Youth with newly-diagnosed HIV are less likely to achieve viral suppression compared with adults, indicating a need for better interventions tailored toward adolescents and young adults, according to a new study published in the Journal of Acquired Immune Deficiency Syndrome.1
The study, which used a large national sample of predominantly newly-diagnosed youths, found that individuals aged 13 to 24 years of age diagnosed with HIV achieved disproportionately lower rates of viral suppression. According to the study authors, youths have the poorest HIV Care Continuum (HCC) outcomes, despite having similar rates of enrollment in medical care.
The researchers analyzed data from the Adolescent Medicine Trials Network for HIV/AIDS Interventions. More than 1000 individuals, most of whom were newly enrolled in care at treatment centers, were included in the analysis. Adolescents and young adults were enrolled in care through the Strategic Multisite Initiative for the Identification, Linkage and Engagement in Care of Youth Collaborative.
Of the 1411 individuals in the study, 75% were linked, 59% engaged, and 34% retained in care at adolescent health care sites. Thirty-four percent initiated antiretroviral therapy (ART) and 12% achieved viral suppression, according to the study.
Predictors of viral suppression included lower viral load at baseline [aHR 1.56 (95% CI: 1.32-1.89), p<0.0001], recent ART receipt [aHR 3.10 (95% CI: 1.86-5.18), p<0.0001], and shorter time from HIV testing until referral to linkage coordinate [aHR 2.52 (95% CI: 1.50-4.23), p=0.0005 for 7 days to 6 weeks and aHR 2.08 (95% CI: 1.08-4.04), p=0.0294 for 6 weeks to 3 months compared to >3 months].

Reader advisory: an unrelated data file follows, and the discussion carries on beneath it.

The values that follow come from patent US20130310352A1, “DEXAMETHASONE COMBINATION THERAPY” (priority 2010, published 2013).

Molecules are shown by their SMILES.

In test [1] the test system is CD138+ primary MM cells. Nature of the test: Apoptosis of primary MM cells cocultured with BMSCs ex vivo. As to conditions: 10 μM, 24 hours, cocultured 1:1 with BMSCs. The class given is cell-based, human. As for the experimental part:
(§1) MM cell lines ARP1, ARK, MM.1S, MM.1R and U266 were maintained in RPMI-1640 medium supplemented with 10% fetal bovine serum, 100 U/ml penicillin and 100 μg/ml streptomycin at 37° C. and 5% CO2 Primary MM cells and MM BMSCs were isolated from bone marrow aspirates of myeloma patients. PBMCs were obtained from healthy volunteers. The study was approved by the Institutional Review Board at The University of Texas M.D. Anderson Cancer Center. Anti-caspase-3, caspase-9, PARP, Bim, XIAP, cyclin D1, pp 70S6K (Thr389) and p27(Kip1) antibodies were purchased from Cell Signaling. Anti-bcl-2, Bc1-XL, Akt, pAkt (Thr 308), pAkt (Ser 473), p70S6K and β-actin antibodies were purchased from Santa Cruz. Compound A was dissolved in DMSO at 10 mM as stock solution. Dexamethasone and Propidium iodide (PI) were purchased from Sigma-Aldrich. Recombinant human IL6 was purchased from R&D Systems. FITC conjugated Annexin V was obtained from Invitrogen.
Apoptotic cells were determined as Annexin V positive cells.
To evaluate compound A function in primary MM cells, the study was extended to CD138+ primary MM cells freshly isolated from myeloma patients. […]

Compared with youth referred to care after 3 months, those referred within 1 to 6 weeks were 2.5 times more likely to reach viral suppression. Those referred from 6 weeks to 3 months were roughly twice as likely to reach viral suppression, according to the authors.
“Prompt referral to youth-friendly linkage to services was an independent predictor of [viral suppression],” the authors wrote. “Youth-focused interventions are urgently needed to improve their HCC outcomes.” They suggested the use of trained peer counseling and maintaining frequent contact with youth patients through text and social media as important interventions, as well as additional strategies to ensure that youth enroll and remain in care.
“Our findings indicate an urgency for research on how best to tailor HIV intervention services to the needs of youth,” first study author Bill G Kapogiannis, MD, of the Maternal and Pediatric Infectious Diseases Branch at NIH’s Eunice Kennedy Shriver National Institute of Child Head and Human Development, said in a news release.2
1. Kapogiannis BG, Koenig LJ, Jiahong X, et al. The HIV Continuum of Care for Adolescents and Young Adults Attending 13 Urban US HIV Care Centers of the NICHD-ATN-CDC-HRSA SMILE Collaborative. Journal of Acquired Immune Deficiency Syndrome. 2020. Doi: 10.1097/QAI.0000000000002308
2. Release: Youth with HIV less likely than adults to achieve viral suppression [news release]. National Institutes of Health’s website. https://www.nichd.nih.gov/newsroom/news/021020-HIV. Accessed February 10, 2020.